This study provides unexpected evidence for long-term survival of wet climate species in two regions: central eastern Tasmania and the Grampians of western Victoria. Each of these areas harbours an endemic T. lanceolata clade. In central eastern Tasmania T. lanceolata and other wet climate species are uncommon and restricted to small and scattered populations. In addition, no cool temperate rainforest or wet Eucalyptus forest refugia were inferred in this area at the height of the LGM using palaeoclimatic reconstruction (Kirkpatrick & Fowler 1998). Similarly, the Grampians are isolated from other mesic regions, climatically very marginal for wet climate species, and it is likely that LGM climates in the area were much drier than at present (Crowley & Kershaw 1994). However, there is other evidence suggesting that these regions may have provided glacial refugia for a range of woody species. Chloroplast DNA evidence suggests the long-term survival of Eucalyptus subgenus Symphomyrtus (a clade of trees or shrubs now ranging from very wet to very dry climates) in central eastern Tasmania (Freeman et al. 2001; McKinnon et al. 2001). Furthermore, both central eastern Tasmania and the Grampians are centres of local endemism of plant species (Kirkpatrick & Brown 1984; Crisp et al. 2001). It would be of interest to examine the level of genetic divergence of other mesic forest species that occur in these regions, for example, Dicksonia antarctica, Notelaea ligustrina (Jeanes 1999), Pomaderris apetala (Walsh 1999) and Prostanthera lasianthos (Conn 1999).
In addition to this evidence for otherwise unexpected refugia, the cpDNA phylogeographic evidence supports the long-term survival of this species in other regions lacking LGM fossil records for any mesic forest species, including T. lanceolata (see Fig. S2, Supporting information). Thus, endemic chloroplast variants occur in Wilsons Promontory (subclade A), the east Gippsland region (subclade C and haplotype 1s) and the Blue Mountains (haplotype 1r). Both Wilsons Promontory and east Gippsland also contained endemic chloroplast haplotypes of the mesic eucalypt, E. regnans (Nevill et al. 2009) and the former has previously been postulated as containing glacial refugia for forest species (Ladd 1979a, 1991; Hope 1994).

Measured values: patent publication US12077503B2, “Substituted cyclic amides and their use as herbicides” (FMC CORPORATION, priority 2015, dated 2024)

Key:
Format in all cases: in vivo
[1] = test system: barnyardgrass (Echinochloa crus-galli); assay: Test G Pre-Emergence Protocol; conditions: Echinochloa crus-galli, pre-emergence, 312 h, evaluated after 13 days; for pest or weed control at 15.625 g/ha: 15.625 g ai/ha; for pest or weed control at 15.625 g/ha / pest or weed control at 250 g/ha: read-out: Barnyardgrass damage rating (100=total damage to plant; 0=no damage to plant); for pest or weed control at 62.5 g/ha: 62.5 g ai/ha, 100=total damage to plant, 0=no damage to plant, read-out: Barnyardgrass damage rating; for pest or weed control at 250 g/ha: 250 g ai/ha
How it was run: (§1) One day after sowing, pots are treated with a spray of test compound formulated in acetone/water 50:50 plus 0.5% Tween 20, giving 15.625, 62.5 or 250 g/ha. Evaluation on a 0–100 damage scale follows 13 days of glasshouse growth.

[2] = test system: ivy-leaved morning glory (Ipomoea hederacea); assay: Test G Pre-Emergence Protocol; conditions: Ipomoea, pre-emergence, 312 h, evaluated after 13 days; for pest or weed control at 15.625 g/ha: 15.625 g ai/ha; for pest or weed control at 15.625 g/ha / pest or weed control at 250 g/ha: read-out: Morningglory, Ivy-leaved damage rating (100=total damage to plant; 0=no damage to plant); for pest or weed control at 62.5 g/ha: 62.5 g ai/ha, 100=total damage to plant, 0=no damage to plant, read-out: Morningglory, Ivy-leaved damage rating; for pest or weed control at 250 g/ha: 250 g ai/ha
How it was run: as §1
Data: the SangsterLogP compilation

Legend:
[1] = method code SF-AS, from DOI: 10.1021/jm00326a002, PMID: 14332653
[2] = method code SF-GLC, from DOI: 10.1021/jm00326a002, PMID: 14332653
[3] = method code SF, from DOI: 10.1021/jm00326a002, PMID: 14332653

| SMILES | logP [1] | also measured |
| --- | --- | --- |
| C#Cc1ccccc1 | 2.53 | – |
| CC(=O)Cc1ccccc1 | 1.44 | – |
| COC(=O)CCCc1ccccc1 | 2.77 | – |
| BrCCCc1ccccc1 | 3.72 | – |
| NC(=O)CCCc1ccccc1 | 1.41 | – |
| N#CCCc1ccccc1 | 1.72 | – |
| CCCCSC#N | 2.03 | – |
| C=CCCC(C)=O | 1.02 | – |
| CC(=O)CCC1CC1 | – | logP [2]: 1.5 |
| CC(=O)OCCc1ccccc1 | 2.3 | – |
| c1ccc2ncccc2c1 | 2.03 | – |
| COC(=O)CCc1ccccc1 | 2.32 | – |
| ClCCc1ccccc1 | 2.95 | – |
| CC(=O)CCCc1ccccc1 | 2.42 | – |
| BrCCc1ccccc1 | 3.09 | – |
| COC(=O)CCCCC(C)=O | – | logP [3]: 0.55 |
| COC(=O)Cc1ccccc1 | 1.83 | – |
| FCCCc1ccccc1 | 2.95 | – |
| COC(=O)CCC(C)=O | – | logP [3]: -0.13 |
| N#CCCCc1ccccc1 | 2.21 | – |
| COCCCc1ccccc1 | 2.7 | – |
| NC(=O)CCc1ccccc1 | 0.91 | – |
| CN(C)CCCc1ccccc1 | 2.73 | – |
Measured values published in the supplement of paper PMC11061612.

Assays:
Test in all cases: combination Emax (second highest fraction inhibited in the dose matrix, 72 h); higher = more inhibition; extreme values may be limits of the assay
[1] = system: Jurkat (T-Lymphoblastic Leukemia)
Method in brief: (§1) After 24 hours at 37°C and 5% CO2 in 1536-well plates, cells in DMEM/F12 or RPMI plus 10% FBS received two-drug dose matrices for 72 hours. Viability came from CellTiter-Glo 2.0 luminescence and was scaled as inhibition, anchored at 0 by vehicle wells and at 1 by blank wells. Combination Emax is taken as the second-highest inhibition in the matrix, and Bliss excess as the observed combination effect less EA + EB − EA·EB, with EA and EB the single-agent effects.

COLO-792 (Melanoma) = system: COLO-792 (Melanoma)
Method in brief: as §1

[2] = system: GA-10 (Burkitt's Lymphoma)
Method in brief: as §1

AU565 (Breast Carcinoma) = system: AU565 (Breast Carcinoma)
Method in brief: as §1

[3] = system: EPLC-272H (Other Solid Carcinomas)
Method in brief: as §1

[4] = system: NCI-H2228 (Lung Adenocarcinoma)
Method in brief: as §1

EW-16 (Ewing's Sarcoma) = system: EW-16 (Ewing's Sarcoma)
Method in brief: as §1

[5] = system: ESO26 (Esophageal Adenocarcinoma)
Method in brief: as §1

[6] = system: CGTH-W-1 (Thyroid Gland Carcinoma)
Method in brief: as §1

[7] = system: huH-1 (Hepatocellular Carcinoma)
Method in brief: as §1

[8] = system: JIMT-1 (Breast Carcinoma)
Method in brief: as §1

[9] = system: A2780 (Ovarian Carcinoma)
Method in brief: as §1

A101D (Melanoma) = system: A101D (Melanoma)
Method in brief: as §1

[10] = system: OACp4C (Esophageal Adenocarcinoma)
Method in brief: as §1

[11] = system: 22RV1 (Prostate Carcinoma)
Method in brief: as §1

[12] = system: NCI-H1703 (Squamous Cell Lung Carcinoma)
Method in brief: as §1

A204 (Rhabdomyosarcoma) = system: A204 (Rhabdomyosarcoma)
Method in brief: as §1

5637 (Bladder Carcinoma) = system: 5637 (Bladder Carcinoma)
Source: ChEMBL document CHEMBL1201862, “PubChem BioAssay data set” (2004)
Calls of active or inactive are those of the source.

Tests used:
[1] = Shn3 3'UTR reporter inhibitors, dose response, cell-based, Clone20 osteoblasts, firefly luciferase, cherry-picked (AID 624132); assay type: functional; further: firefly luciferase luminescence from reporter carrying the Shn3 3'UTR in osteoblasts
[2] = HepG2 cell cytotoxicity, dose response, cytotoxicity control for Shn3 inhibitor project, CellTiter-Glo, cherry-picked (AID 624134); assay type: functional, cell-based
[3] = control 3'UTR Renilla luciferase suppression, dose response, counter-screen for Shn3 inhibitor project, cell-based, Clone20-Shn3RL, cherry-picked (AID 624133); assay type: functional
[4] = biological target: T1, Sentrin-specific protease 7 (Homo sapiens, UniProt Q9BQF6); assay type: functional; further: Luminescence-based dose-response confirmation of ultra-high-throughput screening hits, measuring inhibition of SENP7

The origin of the distribution of the four haplotypes that transgress significant areas of uninhabitable landscape (1a, 1j, 1o and 2a) is ambiguous but does not contradict evidence for extreme geographic stasis within this species. Haplotype 1a occurs widely in Tasmania and southern Victoria, 1j occurs widely in eastern Victoria and southeastern NSW, 1o occurs in small isolated patches across either side the New South Wales/Victorian border and 2a occurs scattered in small pockets in central eastern Tasmania. In each case, it is possible that they may have been involved in long distance dispersal (pre or post LGM) but each of these haplotypes is the ancestral form for the clade or subclade that occurs across their respective regions. The presence of these haplotypes could also therefore be the result of persistence since prior to the differentiation of haplotypes within each clade. The correlation between the geographical extent and relative ages of the ancestral haplotypes (haplotype 1a is older and more widespread than 1j, which is in turn older and more widespread than 1o) is consistent with the latter explanation. Furthermore, arguments for recent dispersal of these haplotypes are difficult to reconcile with the apparent lack of long distance dispersal in derived haplotypes of these clades/subclades, unless there has been strong selection against invading haplotypes (as discussed below).
Notwithstanding the previous arguments, the almost complete restriction of haplotype 1a to coastal areas, combined with its disjunct distribution spanning Bass Strait, requires some explanation. Some clues may be gained from the remarkably similar sharing of ancestral haplotypes between Tasmania and southern Victoria (most notably between the Otway Ranges and Tasmania) in other tree species, E. globulus (Freeman et al. 2001) and N. cunninghamii (Worth et al. 2009), a chloroplast pattern that could be the result of a common movement of forest species during favourable past climates across Bass Strait. The ancestral status of the haplotypes in all three cases means that any movement may predate the last exposure of the Bassian plain during the LGM. In T. lanceolata, although the inferred ancestral haplotype 1a is most extensively distributed in Tasmania there is no reason to infer a centre of origin of the species in Tasmania since the current distribution of haplotype 1a could have been impacted by extinction. There is extensive evidence for Pleistocene extinction of wet forest species in Tasmania (Jordan 1997), and the impact of Pleistocene climates on mainland Australia on such species may have been even greater (Hope 1994). In western Tasmania, the rarity of haplotype 1a from high altitude areas may involve association with lowland-adapted genotypes.